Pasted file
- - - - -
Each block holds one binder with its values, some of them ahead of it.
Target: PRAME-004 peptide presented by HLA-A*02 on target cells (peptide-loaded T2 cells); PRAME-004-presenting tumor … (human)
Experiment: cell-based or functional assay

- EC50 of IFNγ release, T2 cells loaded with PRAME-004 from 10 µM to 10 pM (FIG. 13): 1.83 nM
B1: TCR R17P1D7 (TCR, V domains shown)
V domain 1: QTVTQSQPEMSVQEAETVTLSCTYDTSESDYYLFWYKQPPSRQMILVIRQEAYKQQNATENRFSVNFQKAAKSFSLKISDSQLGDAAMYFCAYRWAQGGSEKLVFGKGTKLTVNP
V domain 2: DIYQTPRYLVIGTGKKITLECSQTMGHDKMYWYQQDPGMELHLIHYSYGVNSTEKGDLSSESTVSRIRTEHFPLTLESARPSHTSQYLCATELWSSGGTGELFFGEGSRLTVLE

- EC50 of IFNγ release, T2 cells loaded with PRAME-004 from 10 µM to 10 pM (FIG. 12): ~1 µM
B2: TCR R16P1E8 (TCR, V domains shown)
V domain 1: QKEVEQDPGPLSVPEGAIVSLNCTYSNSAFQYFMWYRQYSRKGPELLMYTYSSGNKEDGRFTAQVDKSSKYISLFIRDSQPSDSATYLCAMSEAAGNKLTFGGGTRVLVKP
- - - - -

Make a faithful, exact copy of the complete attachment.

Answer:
Each block holds one binder with its values, some of them ahead of it.
Target: PRAME-004 peptide presented by HLA-A*02 on target cells (peptide-loaded T2 cells); PRAME-004-presenting tumor … (human)
Experiment: cell-based or functional assay

- EC50 of IFNγ release, T2 cells loaded with PRAME-004 from 10 µM to 10 pM (FIG. 13): 1.83 nM
B1: TCR R17P1D7 (TCR, V domains shown)
V domain 1: QTVTQSQPEMSVQEAETVTLSCTYDTSESDYYLFWYKQPPSRQMILVIRQEAYKQQNATENRFSVNFQKAAKSFSLKISDSQLGDAAMYFCAYRWAQGGSEKLVFGKGTKLTVNP
V domain 2: DIYQTPRYLVIGTGKKITLECSQTMGHDKMYWYQQDPGMELHLIHYSYGVNSTEKGDLSSESTVSRIRTEHFPLTLESARPSHTSQYLCATELWSSGGTGELFFGEGSRLTVLE

- EC50 of IFNγ release, T2 cells loaded with PRAME-004 from 10 µM to 10 pM (FIG. 12): ~1 µM
B2: TCR R16P1E8 (TCR, V domains shown)
V domain 1: QKEVEQDPGPLSVPEGAIVSLNCTYSNSAFQYFMWYRQYSRKGPELLMYTYSSGNKEDGRFTAQVDKSSKYISLFIRDSQPSDSATYLCAMSEAAGNKLTFGGGTRVLVKP